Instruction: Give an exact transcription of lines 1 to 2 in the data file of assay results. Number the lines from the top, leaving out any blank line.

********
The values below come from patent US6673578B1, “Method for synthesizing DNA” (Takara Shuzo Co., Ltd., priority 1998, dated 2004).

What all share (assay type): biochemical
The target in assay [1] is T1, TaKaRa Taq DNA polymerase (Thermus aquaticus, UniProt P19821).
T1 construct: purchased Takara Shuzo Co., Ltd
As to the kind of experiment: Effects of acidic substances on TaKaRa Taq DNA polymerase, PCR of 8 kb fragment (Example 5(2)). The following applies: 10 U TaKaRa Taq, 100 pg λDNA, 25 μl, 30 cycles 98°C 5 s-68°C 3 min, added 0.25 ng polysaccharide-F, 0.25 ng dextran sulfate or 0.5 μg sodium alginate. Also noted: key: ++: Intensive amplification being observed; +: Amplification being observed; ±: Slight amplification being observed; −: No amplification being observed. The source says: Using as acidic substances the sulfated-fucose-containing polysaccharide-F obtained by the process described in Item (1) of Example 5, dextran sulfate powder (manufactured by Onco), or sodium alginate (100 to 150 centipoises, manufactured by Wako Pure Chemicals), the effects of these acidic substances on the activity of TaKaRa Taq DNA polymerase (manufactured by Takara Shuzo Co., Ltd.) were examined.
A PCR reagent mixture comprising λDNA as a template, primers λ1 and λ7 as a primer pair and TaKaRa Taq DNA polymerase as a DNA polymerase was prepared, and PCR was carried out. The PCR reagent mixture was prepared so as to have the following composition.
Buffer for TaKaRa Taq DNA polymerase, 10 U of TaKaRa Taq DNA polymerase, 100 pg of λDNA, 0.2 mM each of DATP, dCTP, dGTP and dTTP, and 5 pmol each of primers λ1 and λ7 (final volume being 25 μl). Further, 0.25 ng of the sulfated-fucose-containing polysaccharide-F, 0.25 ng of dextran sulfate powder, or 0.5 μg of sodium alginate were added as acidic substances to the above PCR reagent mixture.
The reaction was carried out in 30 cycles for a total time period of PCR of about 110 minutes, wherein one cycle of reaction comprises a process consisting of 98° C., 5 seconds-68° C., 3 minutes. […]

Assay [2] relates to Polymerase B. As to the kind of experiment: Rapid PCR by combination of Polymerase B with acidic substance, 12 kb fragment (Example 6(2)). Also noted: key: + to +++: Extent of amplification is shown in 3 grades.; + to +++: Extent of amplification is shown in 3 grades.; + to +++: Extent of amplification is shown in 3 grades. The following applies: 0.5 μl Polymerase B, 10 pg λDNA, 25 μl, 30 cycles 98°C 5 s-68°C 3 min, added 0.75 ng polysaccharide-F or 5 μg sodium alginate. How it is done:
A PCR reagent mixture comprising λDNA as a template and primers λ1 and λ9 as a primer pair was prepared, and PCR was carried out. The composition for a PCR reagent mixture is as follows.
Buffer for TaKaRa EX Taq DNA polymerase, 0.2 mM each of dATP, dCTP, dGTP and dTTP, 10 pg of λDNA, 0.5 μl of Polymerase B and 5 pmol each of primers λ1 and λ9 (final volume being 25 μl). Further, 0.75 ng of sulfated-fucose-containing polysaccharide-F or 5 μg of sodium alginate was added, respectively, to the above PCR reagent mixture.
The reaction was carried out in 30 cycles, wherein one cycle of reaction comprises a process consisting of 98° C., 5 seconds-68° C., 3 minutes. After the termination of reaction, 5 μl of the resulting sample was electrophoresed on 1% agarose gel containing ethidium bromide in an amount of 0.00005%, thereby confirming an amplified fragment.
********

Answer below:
The values below come from patent US6673578B1, “Method for synthesizing DNA” (Takara Shuzo Co., Ltd., priority 1998, dated 2004).

What all share (assay type): biochemical